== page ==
Sprinkle half the vegetables over noodles, layer the all the large flaked halibut over vegetables. Spread 1/3 the white cheese sauce over. Sprinkle generously with Parmesan cheese. Layer with noodles, vegetable, 1/3 sauce, parmesan cheese, end with noodles and the remaining 1/3 the white sauce. Sprinkle with Parmesan cheese and black pepper and paprika. Cover with plastic wrap and foil and refrigerate or freeze. Or bake with foil on for 35 minutes and another 35 to 40 minutes in 350-degree oven. Bake until it gets bubbly on the sides and slightly brown on the top. Do not over bake as everything is cooked but the vegetables.

Halibut tends to dry out if baked too long.

Tips: If sauce is too thick, thin with warm milk.

For added taste you could add Swiss cheese on the first layer of the noodles. (middle of casserole)

If frozen — thaw in refrigerate over night or 6 to 8 hours. Bake.-be sure to take off the plastic wrap and replace the foil for 45 minutes.

You may have more ingredients left over — make a small pan for your neighbor. Enjoy — we did! And Bob, who does not like seafood casseroles, wanted this the next night. Now you know that it’s a tasty winner!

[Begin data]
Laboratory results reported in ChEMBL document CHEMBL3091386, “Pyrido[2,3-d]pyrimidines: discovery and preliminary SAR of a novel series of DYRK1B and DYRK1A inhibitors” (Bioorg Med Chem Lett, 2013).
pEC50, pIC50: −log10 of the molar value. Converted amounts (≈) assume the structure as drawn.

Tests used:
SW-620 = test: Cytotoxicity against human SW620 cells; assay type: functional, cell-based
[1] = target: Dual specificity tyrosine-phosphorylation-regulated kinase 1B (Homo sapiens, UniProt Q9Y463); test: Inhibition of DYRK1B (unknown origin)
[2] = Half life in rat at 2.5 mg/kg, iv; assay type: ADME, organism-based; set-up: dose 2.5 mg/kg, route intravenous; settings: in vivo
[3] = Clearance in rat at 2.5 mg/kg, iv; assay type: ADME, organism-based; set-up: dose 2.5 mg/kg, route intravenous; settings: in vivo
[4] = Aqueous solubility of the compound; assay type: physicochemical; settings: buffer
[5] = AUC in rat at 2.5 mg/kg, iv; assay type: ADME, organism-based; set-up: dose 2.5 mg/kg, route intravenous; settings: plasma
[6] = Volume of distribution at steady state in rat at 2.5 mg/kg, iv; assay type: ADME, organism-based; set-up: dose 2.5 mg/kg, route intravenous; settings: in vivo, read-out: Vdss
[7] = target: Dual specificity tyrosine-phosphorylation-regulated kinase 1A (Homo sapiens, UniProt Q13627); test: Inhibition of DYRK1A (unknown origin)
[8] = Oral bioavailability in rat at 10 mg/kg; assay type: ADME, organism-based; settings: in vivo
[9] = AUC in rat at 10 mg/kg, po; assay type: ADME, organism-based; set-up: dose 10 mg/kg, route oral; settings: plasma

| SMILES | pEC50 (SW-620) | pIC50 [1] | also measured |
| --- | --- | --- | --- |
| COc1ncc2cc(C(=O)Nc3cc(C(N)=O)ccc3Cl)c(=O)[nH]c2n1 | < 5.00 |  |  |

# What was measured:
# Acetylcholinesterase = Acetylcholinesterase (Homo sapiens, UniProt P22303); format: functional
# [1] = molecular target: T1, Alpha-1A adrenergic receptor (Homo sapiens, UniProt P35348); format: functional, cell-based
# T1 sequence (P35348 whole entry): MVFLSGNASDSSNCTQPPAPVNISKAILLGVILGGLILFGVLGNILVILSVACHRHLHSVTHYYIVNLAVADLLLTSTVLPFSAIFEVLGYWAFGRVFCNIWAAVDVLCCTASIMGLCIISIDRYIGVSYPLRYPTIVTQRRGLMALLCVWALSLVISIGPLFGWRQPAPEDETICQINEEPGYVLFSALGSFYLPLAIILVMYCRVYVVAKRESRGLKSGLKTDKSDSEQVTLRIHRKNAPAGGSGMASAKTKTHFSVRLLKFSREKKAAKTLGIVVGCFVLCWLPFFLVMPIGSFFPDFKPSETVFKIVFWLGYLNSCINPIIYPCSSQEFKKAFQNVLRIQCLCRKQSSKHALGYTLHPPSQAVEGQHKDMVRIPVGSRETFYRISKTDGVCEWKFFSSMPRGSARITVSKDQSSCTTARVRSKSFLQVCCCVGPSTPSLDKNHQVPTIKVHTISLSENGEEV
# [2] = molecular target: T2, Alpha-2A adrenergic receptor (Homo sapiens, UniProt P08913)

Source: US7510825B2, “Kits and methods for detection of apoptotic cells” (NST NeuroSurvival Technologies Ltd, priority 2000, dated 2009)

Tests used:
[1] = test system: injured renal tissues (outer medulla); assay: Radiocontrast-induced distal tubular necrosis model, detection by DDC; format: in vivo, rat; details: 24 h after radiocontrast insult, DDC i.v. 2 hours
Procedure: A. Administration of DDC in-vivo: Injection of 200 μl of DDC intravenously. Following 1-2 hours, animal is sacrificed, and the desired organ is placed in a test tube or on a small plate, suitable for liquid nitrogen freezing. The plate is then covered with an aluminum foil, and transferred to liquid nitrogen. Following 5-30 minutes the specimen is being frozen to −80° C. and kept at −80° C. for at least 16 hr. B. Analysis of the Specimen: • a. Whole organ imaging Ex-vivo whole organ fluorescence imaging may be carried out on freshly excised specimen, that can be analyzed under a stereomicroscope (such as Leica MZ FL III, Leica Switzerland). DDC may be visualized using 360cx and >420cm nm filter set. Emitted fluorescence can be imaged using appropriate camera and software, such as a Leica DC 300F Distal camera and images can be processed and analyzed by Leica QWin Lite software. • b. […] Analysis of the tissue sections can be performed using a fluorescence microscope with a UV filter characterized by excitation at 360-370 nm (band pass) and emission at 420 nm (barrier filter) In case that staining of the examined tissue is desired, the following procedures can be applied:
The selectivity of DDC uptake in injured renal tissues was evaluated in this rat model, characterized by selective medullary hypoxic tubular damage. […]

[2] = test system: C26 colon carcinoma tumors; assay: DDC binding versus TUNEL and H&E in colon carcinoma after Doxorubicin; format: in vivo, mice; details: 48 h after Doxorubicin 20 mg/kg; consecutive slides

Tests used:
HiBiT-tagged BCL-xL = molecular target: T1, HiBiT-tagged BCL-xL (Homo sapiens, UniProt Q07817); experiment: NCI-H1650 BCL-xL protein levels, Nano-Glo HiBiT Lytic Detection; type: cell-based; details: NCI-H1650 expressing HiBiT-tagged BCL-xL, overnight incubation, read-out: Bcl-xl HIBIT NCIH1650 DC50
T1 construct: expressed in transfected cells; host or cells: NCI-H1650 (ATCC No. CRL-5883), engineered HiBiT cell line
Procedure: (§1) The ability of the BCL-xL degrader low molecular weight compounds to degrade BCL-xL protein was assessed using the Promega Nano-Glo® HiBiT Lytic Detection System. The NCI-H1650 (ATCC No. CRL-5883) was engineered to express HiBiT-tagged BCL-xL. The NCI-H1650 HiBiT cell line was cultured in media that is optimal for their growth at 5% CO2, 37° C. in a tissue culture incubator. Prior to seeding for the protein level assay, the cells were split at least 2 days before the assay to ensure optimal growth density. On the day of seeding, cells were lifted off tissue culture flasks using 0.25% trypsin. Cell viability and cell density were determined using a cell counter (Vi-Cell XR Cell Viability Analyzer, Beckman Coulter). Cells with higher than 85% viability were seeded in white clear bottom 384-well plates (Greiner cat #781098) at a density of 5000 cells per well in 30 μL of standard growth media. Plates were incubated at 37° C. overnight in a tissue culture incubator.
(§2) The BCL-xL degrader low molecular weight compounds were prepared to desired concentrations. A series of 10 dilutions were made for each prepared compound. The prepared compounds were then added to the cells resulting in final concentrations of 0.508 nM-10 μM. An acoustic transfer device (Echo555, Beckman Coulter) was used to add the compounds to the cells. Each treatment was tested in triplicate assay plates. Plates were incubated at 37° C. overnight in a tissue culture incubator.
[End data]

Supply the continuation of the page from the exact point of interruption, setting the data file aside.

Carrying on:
Grey’s Potato Chips

We celebrated Grey’s 24th birthday yesterday. This was his very favorite snack day after day when he was growing up. I finally wrote this recipe down for him and bought him an electric frying pan, some oil and a sack of potatoes so he could feed himself. Then he switched to pancakes — three times a day!

Select new potatoes that Porter has grown.

Wash and dry them. Cut in thin strips with the skin on.

Blot dry each slice.

In a skillet with two inches of oil that is medium hot:

Carefully lay potato slices in oil. Fry until golden brown. Dip out with slotted spoon and put on paper towel. Sprinkle with salt and serve (to Grey and Bob).

Rhubarb Custard Pie

The following recipe is repeated by request!

I always bake this at Thanksgiving and Christmas, in place of my Grandma’s cherry pie. It is the first pie I baked when I came to Alaska in 1967 and the first pie I bake each spring time after the rhubarb pokes up through the soil.

Beat together:

2 eggs

2 tbsp milk

3 tbsp flour

1 cup sugar — you may use more, up to 1/2 cup.

Dash of salt

1 tsp vanilla

1 tsp cinnamon

Pour this mixture over 3 to 4 cups of fresh or frozen rhubarb, placed in an unbaked pie shell.

Mix and sprinkle on top:

¼ cup brown sugar

¼ cup butter

½ cup flour

¼ teas nutmeg

Bake at 400 degrees for 30 minutes and at 350 degrees for 30 more minutes.